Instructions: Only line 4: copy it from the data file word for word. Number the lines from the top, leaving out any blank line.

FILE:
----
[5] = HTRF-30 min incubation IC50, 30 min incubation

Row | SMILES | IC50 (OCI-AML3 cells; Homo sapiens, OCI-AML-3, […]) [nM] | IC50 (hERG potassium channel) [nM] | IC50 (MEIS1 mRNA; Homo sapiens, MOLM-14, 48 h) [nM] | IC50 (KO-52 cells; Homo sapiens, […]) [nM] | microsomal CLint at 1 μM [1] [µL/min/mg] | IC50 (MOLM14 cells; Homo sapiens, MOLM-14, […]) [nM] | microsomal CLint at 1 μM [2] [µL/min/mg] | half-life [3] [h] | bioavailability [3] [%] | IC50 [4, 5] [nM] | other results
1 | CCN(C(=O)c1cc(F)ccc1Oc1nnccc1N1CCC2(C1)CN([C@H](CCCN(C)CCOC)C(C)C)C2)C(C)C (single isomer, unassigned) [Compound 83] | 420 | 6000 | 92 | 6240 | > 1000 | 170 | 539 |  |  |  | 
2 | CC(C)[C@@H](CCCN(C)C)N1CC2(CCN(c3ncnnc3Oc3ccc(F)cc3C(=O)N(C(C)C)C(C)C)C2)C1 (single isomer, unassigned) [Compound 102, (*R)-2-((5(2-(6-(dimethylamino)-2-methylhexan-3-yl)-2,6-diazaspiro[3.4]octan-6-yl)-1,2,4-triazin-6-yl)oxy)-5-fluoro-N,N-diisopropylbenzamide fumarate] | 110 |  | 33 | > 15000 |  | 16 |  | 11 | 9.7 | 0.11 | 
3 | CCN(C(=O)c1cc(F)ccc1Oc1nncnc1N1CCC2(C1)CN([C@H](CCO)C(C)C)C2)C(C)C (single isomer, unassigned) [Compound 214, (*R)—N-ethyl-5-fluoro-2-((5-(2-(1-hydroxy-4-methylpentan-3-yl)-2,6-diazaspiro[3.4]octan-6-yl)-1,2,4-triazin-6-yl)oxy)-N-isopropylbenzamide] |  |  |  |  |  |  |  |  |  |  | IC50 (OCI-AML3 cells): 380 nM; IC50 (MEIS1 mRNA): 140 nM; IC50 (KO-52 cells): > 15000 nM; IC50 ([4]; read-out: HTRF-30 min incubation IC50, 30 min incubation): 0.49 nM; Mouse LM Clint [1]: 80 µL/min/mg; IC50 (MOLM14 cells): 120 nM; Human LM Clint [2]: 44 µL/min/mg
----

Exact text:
2 | CC(C)[C@@H](CCCN(C)C)N1CC2(CCN(c3ncnnc3Oc3ccc(F)cc3C(=O)N(C(C)C)C(C)C)C2)C1 (single isomer, unassigned) [Compound 102, (*R)-2-((5(2-(6-(dimethylamino)-2-methylhexan-3-yl)-2,6-diazaspiro[3.4]octan-6-yl)-1,2,4-triazin-6-yl)oxy)-5-fluoro-N,N-diisopropylbenzamide fumarate] | 110 |  | 33 | > 15000 |  | 16 |  | 11 | 9.7 | 0.11 | 